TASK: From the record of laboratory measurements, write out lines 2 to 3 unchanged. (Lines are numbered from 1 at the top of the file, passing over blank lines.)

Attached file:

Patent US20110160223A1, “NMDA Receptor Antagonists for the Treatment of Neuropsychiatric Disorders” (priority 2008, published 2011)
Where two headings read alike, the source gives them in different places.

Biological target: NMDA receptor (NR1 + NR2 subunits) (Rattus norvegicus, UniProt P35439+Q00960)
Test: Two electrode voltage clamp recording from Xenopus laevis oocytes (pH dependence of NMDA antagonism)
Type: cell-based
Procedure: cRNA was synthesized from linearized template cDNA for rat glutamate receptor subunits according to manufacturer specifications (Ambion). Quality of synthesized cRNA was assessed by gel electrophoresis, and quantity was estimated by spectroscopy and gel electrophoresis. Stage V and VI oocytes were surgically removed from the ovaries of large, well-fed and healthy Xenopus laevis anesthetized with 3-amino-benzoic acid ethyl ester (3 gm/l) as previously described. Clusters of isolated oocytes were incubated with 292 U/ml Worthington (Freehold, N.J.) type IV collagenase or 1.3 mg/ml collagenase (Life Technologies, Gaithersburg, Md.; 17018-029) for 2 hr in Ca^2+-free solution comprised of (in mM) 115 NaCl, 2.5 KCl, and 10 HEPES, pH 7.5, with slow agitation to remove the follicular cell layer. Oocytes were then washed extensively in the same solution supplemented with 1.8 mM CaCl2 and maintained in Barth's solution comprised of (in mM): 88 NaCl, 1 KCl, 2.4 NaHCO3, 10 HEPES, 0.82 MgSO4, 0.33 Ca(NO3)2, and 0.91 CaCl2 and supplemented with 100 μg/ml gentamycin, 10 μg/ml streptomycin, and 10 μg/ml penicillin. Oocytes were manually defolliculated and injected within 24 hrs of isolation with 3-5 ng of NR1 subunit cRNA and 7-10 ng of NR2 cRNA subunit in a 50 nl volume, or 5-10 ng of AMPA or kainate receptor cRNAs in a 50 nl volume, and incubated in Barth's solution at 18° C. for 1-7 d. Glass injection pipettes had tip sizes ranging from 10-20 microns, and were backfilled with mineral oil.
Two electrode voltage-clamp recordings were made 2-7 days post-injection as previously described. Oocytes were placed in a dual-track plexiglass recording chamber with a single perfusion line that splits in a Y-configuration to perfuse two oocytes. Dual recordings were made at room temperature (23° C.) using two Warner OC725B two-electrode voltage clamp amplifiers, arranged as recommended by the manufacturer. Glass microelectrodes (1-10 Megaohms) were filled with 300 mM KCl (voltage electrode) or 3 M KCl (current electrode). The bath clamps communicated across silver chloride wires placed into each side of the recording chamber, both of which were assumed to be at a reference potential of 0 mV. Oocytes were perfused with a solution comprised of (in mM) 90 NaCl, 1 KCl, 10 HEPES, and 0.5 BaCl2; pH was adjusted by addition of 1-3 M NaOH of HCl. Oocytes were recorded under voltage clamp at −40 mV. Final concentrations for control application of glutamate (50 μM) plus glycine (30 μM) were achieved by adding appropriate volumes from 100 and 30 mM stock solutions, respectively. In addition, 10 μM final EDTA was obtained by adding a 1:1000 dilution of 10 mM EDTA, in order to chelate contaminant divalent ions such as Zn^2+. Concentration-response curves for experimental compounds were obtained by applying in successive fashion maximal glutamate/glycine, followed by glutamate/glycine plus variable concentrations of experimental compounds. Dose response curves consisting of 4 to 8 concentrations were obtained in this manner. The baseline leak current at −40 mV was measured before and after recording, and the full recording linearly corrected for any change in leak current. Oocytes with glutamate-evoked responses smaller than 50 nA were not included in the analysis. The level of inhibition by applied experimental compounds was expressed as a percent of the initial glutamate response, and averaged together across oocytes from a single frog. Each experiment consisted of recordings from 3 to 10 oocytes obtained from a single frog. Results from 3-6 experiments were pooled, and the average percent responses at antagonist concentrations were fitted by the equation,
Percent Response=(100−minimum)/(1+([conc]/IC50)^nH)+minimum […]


Where two headings read alike, the source gives them in different places.

Biological target: NMDA receptor (NR1 + NR2 subunits) (Rattus norvegicus, UniProt P35439+Q00960)